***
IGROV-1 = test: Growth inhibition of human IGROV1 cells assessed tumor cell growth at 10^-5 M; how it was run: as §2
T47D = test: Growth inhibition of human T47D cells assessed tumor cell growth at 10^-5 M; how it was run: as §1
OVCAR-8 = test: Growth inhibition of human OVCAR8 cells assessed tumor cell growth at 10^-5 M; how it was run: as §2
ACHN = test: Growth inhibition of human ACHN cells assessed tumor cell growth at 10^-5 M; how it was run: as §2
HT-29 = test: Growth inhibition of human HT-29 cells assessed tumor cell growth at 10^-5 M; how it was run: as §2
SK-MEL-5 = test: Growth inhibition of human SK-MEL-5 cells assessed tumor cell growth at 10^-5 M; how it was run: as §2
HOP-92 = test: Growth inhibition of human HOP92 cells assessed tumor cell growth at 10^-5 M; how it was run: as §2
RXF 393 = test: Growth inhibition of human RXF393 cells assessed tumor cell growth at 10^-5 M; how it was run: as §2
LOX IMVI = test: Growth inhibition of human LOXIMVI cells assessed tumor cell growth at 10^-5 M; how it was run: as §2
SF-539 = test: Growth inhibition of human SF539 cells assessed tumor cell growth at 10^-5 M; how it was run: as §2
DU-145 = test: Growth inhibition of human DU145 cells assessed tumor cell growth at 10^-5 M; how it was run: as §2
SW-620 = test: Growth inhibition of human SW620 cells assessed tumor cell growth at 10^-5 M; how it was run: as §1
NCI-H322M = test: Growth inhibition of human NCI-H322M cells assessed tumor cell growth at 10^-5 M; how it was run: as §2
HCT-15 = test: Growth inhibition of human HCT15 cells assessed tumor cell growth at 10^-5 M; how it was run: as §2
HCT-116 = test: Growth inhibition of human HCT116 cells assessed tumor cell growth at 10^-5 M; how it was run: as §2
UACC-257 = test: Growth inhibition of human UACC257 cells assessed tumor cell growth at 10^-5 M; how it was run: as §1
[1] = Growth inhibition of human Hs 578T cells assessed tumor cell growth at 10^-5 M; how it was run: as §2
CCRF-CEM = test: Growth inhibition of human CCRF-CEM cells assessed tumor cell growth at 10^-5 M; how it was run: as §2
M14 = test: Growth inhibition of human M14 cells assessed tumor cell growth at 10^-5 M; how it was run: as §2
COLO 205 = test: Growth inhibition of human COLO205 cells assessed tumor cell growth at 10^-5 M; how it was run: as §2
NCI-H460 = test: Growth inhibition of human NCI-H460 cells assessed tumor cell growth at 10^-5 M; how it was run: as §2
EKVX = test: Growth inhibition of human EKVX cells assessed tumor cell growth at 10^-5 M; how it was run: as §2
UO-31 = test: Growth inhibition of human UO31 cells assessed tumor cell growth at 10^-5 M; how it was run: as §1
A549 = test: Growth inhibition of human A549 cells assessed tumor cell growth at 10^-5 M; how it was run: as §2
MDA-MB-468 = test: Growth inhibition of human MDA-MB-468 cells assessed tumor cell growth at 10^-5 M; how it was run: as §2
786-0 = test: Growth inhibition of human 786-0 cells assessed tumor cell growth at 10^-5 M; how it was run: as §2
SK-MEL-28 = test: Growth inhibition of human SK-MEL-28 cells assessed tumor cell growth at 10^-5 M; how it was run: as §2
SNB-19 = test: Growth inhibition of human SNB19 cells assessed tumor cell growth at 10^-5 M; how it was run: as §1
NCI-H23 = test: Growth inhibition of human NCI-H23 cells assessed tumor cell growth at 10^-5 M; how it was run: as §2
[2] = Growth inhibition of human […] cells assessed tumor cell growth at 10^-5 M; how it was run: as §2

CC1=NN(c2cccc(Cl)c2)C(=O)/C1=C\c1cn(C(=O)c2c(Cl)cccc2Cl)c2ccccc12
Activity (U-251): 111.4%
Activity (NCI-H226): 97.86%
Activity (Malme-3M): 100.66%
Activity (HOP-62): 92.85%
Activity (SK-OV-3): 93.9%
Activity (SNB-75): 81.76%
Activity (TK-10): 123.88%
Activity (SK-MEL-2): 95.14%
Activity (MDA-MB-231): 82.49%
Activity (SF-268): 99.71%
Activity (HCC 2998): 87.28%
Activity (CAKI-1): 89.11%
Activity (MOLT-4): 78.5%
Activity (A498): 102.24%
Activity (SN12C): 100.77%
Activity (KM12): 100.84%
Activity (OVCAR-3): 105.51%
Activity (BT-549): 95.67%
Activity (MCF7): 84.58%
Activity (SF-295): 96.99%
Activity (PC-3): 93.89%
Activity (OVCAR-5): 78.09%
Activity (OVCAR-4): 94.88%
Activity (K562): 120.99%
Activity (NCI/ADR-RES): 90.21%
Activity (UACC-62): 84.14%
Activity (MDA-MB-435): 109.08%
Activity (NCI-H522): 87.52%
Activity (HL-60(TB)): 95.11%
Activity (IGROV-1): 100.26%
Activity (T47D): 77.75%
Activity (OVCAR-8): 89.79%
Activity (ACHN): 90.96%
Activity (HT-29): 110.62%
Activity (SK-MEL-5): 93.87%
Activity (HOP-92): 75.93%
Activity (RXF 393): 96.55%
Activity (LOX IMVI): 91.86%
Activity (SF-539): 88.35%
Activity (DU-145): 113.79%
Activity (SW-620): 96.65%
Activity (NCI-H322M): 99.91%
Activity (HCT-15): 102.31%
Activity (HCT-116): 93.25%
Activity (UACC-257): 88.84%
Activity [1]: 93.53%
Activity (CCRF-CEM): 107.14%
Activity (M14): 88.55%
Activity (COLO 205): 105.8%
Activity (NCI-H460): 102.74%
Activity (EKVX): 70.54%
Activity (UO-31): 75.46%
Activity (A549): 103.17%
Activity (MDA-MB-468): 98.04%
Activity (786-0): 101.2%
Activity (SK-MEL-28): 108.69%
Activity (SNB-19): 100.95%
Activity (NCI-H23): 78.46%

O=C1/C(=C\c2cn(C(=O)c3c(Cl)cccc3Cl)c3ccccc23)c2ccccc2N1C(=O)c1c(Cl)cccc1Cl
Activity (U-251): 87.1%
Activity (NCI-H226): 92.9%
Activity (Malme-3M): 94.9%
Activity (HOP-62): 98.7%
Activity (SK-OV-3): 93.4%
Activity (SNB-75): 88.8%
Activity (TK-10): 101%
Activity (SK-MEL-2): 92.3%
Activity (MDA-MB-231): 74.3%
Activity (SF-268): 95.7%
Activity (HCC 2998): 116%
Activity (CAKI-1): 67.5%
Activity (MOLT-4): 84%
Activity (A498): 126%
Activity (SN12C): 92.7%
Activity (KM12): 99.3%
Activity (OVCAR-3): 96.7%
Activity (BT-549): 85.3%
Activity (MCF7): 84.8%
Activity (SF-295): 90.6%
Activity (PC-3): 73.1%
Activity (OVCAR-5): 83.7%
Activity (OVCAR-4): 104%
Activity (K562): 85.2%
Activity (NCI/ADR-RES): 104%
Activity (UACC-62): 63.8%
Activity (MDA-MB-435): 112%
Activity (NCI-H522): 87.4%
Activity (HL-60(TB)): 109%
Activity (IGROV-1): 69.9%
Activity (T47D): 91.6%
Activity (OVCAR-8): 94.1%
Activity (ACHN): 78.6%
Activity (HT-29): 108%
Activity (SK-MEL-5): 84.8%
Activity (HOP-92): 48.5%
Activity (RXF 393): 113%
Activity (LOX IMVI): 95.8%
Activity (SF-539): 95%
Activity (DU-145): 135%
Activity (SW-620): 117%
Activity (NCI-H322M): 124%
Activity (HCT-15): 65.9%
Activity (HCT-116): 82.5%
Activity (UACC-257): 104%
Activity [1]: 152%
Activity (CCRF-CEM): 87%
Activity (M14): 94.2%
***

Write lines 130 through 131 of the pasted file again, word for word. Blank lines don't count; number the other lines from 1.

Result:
Activity (DU-145): 135%
Activity (SW-620): 117%